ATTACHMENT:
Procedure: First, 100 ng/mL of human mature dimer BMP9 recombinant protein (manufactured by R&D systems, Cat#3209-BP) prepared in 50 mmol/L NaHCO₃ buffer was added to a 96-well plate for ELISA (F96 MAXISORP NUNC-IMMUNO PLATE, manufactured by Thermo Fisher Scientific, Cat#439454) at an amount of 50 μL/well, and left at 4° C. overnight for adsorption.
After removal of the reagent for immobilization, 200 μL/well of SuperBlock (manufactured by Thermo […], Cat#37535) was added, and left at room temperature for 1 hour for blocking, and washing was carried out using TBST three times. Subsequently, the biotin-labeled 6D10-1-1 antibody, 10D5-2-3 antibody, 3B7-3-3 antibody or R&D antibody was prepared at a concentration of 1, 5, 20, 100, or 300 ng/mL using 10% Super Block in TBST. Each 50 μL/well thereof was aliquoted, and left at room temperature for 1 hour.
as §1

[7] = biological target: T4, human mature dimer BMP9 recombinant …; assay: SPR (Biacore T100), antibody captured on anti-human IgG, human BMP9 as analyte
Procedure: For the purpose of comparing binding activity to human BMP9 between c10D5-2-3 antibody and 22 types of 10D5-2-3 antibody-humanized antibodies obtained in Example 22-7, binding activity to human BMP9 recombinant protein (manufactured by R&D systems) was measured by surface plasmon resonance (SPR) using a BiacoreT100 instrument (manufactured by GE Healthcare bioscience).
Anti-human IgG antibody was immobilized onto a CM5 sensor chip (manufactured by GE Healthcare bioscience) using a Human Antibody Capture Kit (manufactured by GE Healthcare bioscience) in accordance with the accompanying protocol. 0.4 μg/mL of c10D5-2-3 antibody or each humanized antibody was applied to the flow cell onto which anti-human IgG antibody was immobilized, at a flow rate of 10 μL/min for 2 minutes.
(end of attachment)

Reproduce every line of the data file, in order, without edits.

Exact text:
Procedure: First, 100 ng/mL of human mature dimer BMP9 recombinant protein (manufactured by R&D systems, Cat#3209-BP) prepared in 50 mmol/L NaHCO₃ buffer was added to a 96-well plate for ELISA (F96 MAXISORP NUNC-IMMUNO PLATE, manufactured by Thermo Fisher Scientific, Cat#439454) at an amount of 50 μL/well, and left at 4° C. overnight for adsorption.
After removal of the reagent for immobilization, 200 μL/well of SuperBlock (manufactured by Thermo […], Cat#37535) was added, and left at room temperature for 1 hour for blocking, and washing was carried out using TBST three times. Subsequently, the biotin-labeled 6D10-1-1 antibody, 10D5-2-3 antibody, 3B7-3-3 antibody or R&D antibody was prepared at a concentration of 1, 5, 20, 100, or 300 ng/mL using 10% Super Block in TBST. Each 50 μL/well thereof was aliquoted, and left at room temperature for 1 hour.
as §1

[7] = biological target: T4, human mature dimer BMP9 recombinant …; assay: SPR (Biacore T100), antibody captured on anti-human IgG, human BMP9 as analyte
Procedure: For the purpose of comparing binding activity to human BMP9 between c10D5-2-3 antibody and 22 types of 10D5-2-3 antibody-humanized antibodies obtained in Example 22-7, binding activity to human BMP9 recombinant protein (manufactured by R&D systems) was measured by surface plasmon resonance (SPR) using a BiacoreT100 instrument (manufactured by GE Healthcare bioscience).
Anti-human IgG antibody was immobilized onto a CM5 sensor chip (manufactured by GE Healthcare bioscience) using a Human Antibody Capture Kit (manufactured by GE Healthcare bioscience) in accordance with the accompanying protocol. 0.4 μg/mL of c10D5-2-3 antibody or each humanized antibody was applied to the flow cell onto which anti-human IgG antibody was immobilized, at a flow rate of 10 μL/min for 2 minutes.